Tips for hooking summer/fall transition bass

The author loves chasing big bass in the fall.  

As both air and water temperatures fall as summer transitions to autumn, bass feeding patterns change.  

Being aware of these changes and being able to modify your techniques can keep you consistently successful as the top feeding time of the year arrives.

Let’s start with some ideas on how bass respond as they prepare to feed more often and more aggressively than they have in months.  

The warm, sometimes hot water in midsummer slows the fish down. It makes them sluggish and lethargic.  

As the water cools when fall approaches, they respond by becoming more active and more receptive to certain bait presentations. 

But where are they now?

In this transition period I like to look for deep weed lines. These weed lines are perfect spots for bait fish to hide.  

Therefore, submerged vegetation and clumps of grass will also hold bass waiting to attack those fry. Whether their targets are young shad, bluegill or even bass fry, weed lines are the key to success.

Now let’s take a look at my 5 favorite bass lures as summer fades into fall. First is the swim jig. Decreasing water temps are perfect for this bait.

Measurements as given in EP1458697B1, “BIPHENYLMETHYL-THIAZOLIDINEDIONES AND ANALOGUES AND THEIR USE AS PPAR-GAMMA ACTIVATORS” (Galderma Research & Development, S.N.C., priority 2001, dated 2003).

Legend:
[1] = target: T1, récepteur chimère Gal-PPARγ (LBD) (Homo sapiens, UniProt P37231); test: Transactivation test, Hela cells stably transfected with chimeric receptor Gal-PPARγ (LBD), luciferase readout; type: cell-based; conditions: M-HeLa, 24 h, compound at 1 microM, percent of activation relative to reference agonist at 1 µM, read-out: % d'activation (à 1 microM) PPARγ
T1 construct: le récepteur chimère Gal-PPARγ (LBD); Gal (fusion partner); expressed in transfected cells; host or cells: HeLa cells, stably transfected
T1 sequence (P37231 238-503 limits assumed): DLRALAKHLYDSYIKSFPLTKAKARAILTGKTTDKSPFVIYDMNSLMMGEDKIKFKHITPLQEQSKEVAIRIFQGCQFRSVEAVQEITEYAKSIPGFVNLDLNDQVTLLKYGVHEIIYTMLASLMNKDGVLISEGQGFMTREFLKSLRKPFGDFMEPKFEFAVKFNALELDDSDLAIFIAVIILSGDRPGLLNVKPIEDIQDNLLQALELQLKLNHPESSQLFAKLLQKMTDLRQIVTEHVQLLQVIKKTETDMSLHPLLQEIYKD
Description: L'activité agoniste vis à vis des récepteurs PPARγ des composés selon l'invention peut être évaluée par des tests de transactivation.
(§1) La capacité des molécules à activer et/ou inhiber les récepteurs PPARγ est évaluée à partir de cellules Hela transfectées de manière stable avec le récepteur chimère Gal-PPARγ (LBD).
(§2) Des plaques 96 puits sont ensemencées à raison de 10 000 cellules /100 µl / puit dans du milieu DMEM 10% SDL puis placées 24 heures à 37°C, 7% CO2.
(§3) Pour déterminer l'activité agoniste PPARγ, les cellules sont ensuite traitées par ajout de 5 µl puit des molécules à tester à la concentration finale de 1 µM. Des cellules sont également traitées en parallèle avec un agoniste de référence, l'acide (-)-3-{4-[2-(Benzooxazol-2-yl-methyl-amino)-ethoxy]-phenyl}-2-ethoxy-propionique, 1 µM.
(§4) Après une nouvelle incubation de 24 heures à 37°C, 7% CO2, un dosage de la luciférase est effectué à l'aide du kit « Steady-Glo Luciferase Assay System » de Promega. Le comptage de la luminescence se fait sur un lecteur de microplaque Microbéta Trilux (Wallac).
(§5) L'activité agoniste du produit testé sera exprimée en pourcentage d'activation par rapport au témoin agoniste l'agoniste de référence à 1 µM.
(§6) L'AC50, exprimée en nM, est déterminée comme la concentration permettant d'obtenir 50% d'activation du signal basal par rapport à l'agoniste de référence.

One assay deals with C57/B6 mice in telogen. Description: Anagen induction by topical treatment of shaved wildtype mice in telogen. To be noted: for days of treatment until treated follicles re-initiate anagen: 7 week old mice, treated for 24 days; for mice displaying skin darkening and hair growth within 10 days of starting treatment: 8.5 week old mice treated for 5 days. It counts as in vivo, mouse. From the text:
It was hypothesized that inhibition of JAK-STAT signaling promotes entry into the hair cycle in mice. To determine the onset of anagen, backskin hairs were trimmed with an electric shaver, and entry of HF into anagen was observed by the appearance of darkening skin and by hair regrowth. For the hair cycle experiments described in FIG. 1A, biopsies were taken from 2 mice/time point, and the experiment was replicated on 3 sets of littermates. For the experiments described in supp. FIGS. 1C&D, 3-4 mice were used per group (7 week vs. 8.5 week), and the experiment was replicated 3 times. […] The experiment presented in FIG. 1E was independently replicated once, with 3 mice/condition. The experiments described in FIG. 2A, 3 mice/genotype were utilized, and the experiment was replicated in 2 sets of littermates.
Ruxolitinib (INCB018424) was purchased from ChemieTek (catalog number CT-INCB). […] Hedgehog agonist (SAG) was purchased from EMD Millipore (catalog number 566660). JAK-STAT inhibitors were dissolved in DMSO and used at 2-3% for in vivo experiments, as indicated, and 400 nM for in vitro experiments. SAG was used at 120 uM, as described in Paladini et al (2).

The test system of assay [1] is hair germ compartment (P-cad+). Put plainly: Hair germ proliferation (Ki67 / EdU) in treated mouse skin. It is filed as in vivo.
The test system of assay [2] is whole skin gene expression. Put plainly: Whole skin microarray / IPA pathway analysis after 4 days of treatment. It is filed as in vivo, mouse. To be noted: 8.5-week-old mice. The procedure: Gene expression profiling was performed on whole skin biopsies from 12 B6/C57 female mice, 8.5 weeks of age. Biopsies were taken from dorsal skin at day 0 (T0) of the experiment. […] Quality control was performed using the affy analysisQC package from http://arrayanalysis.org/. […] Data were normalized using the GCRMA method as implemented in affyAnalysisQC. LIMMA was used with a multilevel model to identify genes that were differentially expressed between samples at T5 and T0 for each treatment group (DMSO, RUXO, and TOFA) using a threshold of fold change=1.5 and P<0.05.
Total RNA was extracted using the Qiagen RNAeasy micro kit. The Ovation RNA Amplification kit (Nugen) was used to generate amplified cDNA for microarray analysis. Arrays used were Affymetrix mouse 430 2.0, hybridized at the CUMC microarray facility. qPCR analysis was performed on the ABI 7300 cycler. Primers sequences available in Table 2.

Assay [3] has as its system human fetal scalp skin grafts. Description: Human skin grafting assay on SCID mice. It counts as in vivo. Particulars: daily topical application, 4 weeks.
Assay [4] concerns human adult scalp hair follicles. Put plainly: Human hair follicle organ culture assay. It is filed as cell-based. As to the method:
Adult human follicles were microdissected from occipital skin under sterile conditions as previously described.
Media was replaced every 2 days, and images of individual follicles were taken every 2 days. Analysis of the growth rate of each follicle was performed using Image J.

You can choose from a variety of lure colors to match whatever the bass are feeding on where you are fishing. I like to fish swim jigs parallel to the weed line.

These are great baits to experiment with during the day. You may find one color works well early and another, possibly brighter color is better after the sun comes up.  

Do not be afraid to switch at any time. And do not hesitate to change lures entirely, if needed.

Crankbaits are another great transition bait. Choose either bluegill or shad patterns, depending on the local fry.  

Remember that bass live around shoals of baitfish all the time without haphazardly attacking the group. Bass are alpha predators. They look for weak or injured baitfish to chase. Therefore, “ripping” your crankbait is crucial.

By “ripping” I mean occasionally pause your retrieve and jerk the bait, causing an erratic motion. This erratic motion imitates an impaired baitfish.  

The bass key in on these movements and attack instinctively. Again, fishing parallel to weed lines is important.

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This next group of baits are designed to be used around sunrise and then again around sunset.

Topwater lures are deadly this time of year. They all imitate something that bass eat that is injured. My favorite are topwater chug baits.

Chug baits have a concave face and displace lots of water with each jerk. This commotion makes the bass aggressive, as if chasing an injured frog or baitfish.  

These baits are great over submerged vegetation because you can keep them in the strike zone longer on each cast.

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